لا تأخذ الأمر على محملٍ شخصي؛ فحين يتعلق الأمر بالمرض والموت، يتلاشى الاهتمام بما إذا كنت صديقي أو قريبي أو جاري أو شخصًا غريبًا عني؛ لا تعنيني الآن هويتك أو علمك أو سياستك، ولا يشغلني أين أو ماذا تعمل، أو ما إذا كنت تعمل أصلاً، ولا يختلف الأمر عندي سواء أكنت ترتدي قناعًا أو تحمل مسدسًا أو تُمسك قلمًا! في الوقت الحالي، أنا لا أثق بك؛ فأنت بالنسبة لي حاملٌ محتملٌ لفيروس قاتل!
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  38. Do beliefs supervene on degrees of confidence.Luc Bovens - 1999 - In Anthonie Meijers (ed.), Belief, Cognition, and the Will. Tilburg [The Netherlands]: Tilburg University Press. pp. 6--27.
    I examine the relationship between belief and credences and distinguish between a dogmatic, a Lockean, an agentic, and an abductive notion of belief. I conclude with some thoughts on voluntarism and evidentialism.
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  39. Making Better Informed, More Confident COVID-19 Decisions: Vaccine Hesitancy, Its Barriers and Impact Studies: Taking Bayelsa State as an Example.Morufu Olalekan Raimi, Emeka Chisom Lucky, Ebikapaye Okoyen, Angalabiri Clement, Christopher Ogbointuwei & Atoyebi Babatunde - 2021 - International Journal of Vaccines and Immunization 5 (1):1-13.
    Background: Health care practitioners are recognized to have a large influence in shaping uptake of vaccine in new borns, children, adolescents, as well as adults. Parents remain more secure in their decisions when health care practitioners communicate successfully with them about vaccine dangers and benefits, the value as well as necessity for vaccinations, as well as vaccine safety. Thus, immunization remain the foundation of the primary health care system, an indisputable human right as well as a global health and development (...)
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  40. Strengthen the Construction of Cultural Education Projects in Universities, and Build the Foundation of Undergraduate Students’ Cultural Confidence—Take the Chinese Excellent Culture Inheritance and Development Project of Faculty of Chinese Language and Culture, Guangdong University of Foreign Studies as an Example.Wang Di & Zhong Risheng - manuscript
    Aiming at the problems of college students’ lack of in-depth understanding of the connotation of Chinese excellent traditional culture and the urgent need for improvement, this paper takes the construction of the Chinese Excellent Cultural Inheritance and Development Project of Faculty of Chinese Language and Culture of Guangdong University of Foreign Studies as an example, proposes the construction path of the cultural education project in universities, and summarizes the actual effect and experience.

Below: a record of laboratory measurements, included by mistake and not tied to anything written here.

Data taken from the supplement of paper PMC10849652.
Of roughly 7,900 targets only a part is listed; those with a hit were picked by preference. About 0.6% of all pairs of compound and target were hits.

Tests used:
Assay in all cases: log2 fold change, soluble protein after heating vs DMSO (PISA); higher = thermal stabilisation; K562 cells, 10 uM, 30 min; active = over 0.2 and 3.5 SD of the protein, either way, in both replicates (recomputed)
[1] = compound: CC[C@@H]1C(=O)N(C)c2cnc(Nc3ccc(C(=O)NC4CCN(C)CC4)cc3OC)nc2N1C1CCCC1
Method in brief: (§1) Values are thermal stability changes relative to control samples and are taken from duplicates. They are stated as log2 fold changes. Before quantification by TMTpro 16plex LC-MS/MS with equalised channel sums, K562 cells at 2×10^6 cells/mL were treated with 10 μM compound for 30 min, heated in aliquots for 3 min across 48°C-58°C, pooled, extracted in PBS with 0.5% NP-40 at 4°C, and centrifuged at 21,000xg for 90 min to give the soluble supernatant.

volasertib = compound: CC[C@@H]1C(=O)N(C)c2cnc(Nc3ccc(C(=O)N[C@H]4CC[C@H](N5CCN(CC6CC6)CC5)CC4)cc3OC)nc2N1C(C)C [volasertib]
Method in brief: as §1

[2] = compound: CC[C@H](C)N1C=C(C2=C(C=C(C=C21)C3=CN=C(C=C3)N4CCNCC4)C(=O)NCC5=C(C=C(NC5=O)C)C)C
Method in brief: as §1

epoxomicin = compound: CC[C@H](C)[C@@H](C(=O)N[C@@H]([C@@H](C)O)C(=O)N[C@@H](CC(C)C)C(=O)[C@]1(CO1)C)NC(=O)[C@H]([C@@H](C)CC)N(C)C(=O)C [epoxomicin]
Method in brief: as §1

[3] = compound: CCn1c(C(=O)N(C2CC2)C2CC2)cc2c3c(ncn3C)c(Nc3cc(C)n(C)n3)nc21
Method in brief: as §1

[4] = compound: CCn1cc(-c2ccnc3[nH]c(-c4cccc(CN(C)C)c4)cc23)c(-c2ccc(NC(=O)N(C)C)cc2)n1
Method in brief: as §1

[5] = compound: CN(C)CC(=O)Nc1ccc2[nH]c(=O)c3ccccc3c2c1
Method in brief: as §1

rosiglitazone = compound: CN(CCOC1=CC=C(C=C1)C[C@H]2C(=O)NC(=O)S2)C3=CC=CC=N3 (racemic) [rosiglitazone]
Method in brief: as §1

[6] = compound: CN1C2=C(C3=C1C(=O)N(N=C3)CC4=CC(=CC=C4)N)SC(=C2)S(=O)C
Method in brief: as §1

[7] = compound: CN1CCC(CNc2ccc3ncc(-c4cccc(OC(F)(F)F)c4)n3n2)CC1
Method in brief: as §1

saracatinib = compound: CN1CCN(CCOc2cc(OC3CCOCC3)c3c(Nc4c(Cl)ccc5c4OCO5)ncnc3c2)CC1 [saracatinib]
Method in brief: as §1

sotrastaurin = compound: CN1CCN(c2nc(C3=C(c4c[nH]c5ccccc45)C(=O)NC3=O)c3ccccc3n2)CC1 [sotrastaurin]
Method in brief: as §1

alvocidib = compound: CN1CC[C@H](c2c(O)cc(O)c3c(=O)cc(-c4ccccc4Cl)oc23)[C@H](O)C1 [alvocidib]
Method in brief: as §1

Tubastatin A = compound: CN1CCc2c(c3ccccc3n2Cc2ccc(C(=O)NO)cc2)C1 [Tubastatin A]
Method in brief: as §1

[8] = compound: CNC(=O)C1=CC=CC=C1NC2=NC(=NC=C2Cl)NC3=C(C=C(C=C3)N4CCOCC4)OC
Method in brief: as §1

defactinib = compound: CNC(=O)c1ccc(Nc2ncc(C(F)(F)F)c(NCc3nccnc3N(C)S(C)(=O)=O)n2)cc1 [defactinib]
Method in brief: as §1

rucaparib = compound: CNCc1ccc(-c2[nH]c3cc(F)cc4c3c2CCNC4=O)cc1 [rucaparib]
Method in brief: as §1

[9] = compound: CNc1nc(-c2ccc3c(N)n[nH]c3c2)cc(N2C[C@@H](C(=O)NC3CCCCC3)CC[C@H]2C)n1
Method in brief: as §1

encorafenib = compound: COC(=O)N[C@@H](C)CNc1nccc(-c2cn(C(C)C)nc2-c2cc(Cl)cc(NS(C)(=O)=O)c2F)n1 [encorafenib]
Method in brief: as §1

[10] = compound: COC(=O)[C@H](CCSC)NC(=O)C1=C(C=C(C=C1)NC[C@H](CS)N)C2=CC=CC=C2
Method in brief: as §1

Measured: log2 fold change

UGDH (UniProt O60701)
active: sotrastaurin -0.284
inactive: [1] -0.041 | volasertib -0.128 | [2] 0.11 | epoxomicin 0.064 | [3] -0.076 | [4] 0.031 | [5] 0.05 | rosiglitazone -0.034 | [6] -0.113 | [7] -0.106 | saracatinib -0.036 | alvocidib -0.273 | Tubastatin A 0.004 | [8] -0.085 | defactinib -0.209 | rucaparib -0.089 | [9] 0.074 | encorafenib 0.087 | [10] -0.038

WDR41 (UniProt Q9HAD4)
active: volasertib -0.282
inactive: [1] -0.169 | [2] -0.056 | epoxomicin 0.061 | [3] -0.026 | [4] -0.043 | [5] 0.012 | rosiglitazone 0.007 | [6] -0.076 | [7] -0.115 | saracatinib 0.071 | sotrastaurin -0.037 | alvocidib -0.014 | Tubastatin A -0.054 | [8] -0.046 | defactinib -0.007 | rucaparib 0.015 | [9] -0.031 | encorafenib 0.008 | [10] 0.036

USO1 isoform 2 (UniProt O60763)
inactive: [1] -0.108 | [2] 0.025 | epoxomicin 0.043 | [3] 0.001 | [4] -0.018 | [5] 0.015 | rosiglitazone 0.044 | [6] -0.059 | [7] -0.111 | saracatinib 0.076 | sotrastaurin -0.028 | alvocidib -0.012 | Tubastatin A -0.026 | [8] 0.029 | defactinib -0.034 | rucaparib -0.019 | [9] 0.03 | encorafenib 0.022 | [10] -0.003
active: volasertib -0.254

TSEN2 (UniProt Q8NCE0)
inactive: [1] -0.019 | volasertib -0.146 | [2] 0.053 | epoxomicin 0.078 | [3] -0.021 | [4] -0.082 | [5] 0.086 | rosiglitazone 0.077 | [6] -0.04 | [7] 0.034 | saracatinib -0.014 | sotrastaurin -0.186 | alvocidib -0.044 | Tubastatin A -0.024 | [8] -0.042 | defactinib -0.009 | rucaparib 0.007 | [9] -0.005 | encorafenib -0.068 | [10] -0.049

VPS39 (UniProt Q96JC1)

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  41. Beliefs do not come in degrees.Andrew Moon - 2017 - Canadian Journal of Philosophy 47 (6):760-778.
    Philosophers commonly say that beliefs come in degrees. Drawing from the literature, I make precise three arguments for this claim: an argument from degrees of confidence, an argument from degrees of firmness, and an argument from natural language. I show that they all fail. I also advance three arguments that beliefs do not come in degrees: an argument from natural language, an argument from intuition, and an argument from the metaphysics of degrees. On the basis of these arguments, I (...)
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  42. Addressing Students Learning Gaps in Mathematics through Differentiated Instruction.Hernalyn Aguhayon, Roselyn Tingson & Jupeth Pentang - 2023 - International Journal of Educational Management and Development Studies 4 (1):69-87.
    The study aimed to determine if differentiated instruction effectively addresses learning gaps in mathematics. In particular, it explored how it can improve the student’s learning gaps concerning mathematical performance and confidence. The study employed a quasi-experimental design with 30 purposively-selected Grade 10 participants divided into differentiated (n = 15) and control groups (n = 15), ensuring the utmost ethical measures. The mean and standard deviation were used to describe the participants’ performance and confidence. Independent samples t-tests were used (...)
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  43. The puzzle of the laws of appearance.Adam Pautz - 2020 - Philosophical Issues 30 (1):257-272.
    In this paper I will present a puzzle about visual appearance. There are certain necessary constraints on how things can visually appear. The puzzle is about how to explain them. I have no satisfying solution. My main thesis is simply that the puzzle is a puzzle. I will develop the puzzle as it arises for representationalism about experience because it is currently the most popular theory of experience and I think it is along the right lines. However, everyone faces a (...)
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  44. Domain-general and Domain-specific Patterns of Activity Support Metacognition in Human Prefrontal Cortex.Jorge Morales, Hakwan Lau & Stephen M. Fleming - 2018 - The Journal of Neuroscience 38 (14):3534-3546.